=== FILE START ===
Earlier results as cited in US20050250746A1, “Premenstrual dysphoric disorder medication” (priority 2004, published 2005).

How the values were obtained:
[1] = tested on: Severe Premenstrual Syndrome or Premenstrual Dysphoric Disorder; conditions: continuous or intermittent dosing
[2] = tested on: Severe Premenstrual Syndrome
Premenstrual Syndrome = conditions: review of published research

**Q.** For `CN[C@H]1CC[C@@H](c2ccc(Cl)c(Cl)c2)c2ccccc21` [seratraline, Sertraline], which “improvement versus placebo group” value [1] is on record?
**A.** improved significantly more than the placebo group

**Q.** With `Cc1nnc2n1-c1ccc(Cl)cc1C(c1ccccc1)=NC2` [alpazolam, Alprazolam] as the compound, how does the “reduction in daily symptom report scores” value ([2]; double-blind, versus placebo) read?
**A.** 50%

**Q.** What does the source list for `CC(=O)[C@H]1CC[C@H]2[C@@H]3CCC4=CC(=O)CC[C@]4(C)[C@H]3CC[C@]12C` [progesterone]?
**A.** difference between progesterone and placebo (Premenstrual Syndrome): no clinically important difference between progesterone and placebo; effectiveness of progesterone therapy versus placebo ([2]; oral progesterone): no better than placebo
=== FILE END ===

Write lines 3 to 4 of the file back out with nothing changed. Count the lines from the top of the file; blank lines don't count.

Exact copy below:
[1] = tested on: Severe Premenstrual Syndrome or Premenstrual Dysphoric Disorder; conditions: continuous or intermittent dosing
[2] = tested on: Severe Premenstrual Syndrome